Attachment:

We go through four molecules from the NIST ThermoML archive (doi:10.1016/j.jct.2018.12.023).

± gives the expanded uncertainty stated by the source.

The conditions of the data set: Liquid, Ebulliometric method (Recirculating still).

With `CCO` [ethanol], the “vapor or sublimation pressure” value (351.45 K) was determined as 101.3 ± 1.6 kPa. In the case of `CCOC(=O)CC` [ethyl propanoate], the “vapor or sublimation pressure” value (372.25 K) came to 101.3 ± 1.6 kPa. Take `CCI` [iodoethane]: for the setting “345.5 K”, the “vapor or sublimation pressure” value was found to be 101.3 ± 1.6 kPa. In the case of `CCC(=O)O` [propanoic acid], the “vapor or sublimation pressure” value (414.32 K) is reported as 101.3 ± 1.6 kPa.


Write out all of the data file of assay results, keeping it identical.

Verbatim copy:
We go through four molecules from the NIST ThermoML archive (doi:10.1016/j.jct.2018.12.023).

± gives the expanded uncertainty stated by the source.

The conditions of the data set: Liquid, Ebulliometric method (Recirculating still).

With `CCO` [ethanol], the “vapor or sublimation pressure” value (351.45 K) was determined as 101.3 ± 1.6 kPa. In the case of `CCOC(=O)CC` [ethyl propanoate], the “vapor or sublimation pressure” value (372.25 K) came to 101.3 ± 1.6 kPa. Take `CCI` [iodoethane]: for the setting “345.5 K”, the “vapor or sublimation pressure” value was found to be 101.3 ± 1.6 kPa. In the case of `CCC(=O)O` [propanoic acid], the “vapor or sublimation pressure” value (414.32 K) is reported as 101.3 ± 1.6 kPa.